Making hay while the sun shines

Ol Pejeta Conservancy is made up of many moving parts, and we owe some of our success to the effective collaboration of our departments and their goals.

An example of this lies in fodder production and grazing security for both livestock and wildlife. We have 900 acres set aside to grow Rhodes grass, which we then harvest in large round hay bales that serve to create an additional revenue stream (for reinvestment into conservation and community development) as well as critical drought reserves.

Having large fodder reserves means that when we do experience a drought and pasture is running low, we can feed our cattle the hay, therefore saving the remaining grazing for wildlife. It also means that if, in the endangered species boma, grazing becomes depleted, we are able to feed the northern white rhinos and the other endangered species that reside there with hay, and not have to worry about moving them.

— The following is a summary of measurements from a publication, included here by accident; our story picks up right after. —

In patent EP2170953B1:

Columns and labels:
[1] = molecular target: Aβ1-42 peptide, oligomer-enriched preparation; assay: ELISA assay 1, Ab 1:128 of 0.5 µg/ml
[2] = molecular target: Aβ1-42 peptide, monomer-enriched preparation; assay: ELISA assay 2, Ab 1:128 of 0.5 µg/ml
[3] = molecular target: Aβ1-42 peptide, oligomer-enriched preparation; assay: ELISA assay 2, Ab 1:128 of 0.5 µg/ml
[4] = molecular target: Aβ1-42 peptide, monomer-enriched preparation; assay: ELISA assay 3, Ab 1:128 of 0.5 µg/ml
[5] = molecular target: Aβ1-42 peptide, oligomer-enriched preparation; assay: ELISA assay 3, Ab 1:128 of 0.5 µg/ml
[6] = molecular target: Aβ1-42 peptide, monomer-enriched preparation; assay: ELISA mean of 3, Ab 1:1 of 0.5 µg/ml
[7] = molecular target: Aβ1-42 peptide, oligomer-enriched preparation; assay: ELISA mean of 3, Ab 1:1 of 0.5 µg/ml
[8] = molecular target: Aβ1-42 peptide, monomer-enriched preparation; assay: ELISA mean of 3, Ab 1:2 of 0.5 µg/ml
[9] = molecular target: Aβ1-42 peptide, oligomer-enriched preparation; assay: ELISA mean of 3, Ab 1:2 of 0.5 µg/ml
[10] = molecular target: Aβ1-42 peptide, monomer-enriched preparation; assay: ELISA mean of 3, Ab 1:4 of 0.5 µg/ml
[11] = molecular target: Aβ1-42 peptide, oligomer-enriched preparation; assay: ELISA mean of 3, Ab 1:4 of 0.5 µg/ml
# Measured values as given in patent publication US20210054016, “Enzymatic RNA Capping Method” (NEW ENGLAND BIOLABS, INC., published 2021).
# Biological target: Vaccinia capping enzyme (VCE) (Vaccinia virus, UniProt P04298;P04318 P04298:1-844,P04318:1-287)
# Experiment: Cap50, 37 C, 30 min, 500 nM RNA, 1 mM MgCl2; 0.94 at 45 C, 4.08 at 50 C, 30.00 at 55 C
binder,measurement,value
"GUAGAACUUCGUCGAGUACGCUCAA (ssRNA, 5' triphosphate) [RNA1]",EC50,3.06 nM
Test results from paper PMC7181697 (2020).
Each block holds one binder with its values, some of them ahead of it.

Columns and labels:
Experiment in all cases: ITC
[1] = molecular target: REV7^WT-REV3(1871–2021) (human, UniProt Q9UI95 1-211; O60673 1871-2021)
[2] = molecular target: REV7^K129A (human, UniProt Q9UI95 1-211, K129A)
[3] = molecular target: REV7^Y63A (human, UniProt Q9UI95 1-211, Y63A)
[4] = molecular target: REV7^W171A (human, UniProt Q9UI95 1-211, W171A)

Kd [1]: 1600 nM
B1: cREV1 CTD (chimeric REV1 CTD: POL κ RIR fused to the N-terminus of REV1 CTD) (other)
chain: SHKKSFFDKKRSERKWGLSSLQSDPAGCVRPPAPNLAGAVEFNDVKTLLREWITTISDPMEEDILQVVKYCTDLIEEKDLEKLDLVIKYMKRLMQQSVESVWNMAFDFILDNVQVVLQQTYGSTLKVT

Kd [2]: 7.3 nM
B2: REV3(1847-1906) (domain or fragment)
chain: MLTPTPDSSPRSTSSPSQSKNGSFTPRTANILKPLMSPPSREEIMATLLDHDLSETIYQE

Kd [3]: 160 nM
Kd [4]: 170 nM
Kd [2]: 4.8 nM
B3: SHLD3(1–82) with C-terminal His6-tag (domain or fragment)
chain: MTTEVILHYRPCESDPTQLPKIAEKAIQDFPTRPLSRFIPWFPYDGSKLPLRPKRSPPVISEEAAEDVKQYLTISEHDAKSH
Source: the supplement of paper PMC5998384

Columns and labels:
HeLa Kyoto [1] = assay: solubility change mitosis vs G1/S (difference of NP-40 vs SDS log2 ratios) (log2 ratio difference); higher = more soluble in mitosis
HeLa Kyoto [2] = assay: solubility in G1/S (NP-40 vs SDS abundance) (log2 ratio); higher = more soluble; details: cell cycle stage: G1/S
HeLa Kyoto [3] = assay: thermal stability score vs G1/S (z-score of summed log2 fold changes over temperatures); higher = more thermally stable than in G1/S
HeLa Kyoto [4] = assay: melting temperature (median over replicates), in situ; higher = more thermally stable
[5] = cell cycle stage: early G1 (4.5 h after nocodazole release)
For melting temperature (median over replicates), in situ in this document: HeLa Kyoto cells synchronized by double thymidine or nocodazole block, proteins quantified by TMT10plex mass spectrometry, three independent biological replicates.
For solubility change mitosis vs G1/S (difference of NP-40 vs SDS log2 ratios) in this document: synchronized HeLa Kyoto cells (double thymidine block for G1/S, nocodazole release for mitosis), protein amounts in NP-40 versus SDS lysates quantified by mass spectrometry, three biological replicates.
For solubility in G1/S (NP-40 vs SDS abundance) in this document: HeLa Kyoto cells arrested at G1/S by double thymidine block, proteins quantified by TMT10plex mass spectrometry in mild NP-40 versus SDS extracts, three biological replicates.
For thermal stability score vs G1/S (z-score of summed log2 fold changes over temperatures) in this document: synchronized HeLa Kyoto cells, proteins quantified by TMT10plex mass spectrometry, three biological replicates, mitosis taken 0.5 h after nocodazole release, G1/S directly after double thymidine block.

The farming industry is fraught with highs and lows, and we constantly seek to de-risk these potentialities as much as possible. This also means that we are able to provide more consistent rangeland conditions for our wildlife, proving once again that when managed correctly, agriculture can be a vital tool for conservation.